By: Mel R. Quintos
In this newsletter, we see how the U.S. Court of Appeals for Federal Circuit (CAFC) has recently applied the doctrine ofclaim differentiation in its July24, 2009 decision o f Orenshtyn v. Citrix Systems, Inc. However, prior to a discussion of the Orenshtyn case, we first define what this doctrine means.
In the 1987 case of Tandon Corporation v. United State International Trade Commission, the CAFC defined the doctrine of claim differentiation as follows:
- There is presumed to be a difference in meaning and scope when different words or phrases are used in separate claims. To the extent that the absence of such difference in meaning and scope would make a claim superfluous, the doctrine ofclaim differentiation states the presumption that the difference between claims is significant. [Emphasis added.]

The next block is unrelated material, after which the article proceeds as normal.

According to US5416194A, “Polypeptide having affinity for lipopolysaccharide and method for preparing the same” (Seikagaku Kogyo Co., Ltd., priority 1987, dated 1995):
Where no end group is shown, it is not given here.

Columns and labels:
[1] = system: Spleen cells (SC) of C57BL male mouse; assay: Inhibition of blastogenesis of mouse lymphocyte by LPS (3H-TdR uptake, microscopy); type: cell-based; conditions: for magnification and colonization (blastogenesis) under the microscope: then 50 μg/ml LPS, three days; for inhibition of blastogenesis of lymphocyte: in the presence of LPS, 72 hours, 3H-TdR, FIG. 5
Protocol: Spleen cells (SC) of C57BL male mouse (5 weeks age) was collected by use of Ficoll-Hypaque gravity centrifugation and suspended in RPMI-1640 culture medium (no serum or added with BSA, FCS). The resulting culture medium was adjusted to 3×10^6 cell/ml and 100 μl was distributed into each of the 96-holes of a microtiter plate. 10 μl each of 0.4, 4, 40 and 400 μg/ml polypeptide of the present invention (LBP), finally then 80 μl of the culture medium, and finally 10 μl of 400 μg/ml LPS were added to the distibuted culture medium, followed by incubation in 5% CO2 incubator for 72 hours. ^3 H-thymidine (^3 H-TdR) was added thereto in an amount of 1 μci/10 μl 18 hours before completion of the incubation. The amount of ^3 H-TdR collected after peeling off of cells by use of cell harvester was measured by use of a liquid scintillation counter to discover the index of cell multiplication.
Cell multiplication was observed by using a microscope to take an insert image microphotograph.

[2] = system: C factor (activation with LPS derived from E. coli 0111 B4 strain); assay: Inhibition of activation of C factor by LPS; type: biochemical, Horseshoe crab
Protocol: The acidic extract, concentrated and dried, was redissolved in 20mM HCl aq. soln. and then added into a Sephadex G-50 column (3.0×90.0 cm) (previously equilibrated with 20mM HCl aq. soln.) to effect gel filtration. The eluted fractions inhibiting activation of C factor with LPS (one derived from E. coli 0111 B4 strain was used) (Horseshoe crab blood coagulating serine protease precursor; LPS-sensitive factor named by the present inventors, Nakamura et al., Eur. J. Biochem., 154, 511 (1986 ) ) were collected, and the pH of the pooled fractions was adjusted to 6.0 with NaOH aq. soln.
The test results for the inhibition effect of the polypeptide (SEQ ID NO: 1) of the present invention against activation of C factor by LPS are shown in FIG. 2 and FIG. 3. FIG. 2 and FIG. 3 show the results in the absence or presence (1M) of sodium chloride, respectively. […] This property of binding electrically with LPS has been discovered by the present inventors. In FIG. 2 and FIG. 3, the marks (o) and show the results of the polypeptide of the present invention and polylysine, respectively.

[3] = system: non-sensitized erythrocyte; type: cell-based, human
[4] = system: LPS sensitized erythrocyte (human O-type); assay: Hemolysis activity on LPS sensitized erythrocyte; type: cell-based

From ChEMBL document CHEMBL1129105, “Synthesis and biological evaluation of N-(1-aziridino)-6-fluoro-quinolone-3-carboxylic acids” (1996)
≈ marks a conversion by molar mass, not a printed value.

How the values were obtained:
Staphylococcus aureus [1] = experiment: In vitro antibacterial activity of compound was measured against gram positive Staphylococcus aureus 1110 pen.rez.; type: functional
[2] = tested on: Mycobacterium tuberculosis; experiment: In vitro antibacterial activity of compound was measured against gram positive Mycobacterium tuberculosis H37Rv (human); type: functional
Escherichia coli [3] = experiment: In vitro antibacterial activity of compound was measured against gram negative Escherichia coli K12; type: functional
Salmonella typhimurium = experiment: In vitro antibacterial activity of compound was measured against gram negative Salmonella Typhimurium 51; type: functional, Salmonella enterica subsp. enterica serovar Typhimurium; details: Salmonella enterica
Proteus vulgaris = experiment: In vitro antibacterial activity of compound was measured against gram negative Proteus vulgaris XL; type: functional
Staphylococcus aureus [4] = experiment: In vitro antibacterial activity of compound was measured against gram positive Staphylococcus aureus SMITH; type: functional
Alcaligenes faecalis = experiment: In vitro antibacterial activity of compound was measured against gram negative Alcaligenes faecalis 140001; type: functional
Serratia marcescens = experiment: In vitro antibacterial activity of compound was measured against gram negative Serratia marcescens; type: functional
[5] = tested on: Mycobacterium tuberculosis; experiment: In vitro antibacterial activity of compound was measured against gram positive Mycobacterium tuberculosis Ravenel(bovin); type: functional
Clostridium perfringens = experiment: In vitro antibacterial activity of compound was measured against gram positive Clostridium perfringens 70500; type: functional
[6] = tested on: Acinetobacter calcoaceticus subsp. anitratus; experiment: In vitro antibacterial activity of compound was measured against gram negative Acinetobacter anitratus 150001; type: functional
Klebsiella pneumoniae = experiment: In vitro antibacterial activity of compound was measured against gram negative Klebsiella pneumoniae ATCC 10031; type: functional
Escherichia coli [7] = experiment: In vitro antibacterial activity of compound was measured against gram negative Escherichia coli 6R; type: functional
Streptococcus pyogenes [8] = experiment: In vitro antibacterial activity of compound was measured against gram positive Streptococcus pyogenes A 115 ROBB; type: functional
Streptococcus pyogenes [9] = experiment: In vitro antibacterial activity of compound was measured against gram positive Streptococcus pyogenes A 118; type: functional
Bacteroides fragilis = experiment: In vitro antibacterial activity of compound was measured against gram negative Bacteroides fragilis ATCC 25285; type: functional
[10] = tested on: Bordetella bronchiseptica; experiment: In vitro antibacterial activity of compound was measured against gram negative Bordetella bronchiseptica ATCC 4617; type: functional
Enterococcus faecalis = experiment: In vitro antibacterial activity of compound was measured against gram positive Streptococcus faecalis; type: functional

In line with this doctrine, the court later said in the 2004 case of Liebel-Flarsheim Co. v. Medrad, Inc. that “[t]he presence of a dependent claim that adds a particular limitation raises a presumption that the limitation in question is not found in the independent claim.”–click here to read more—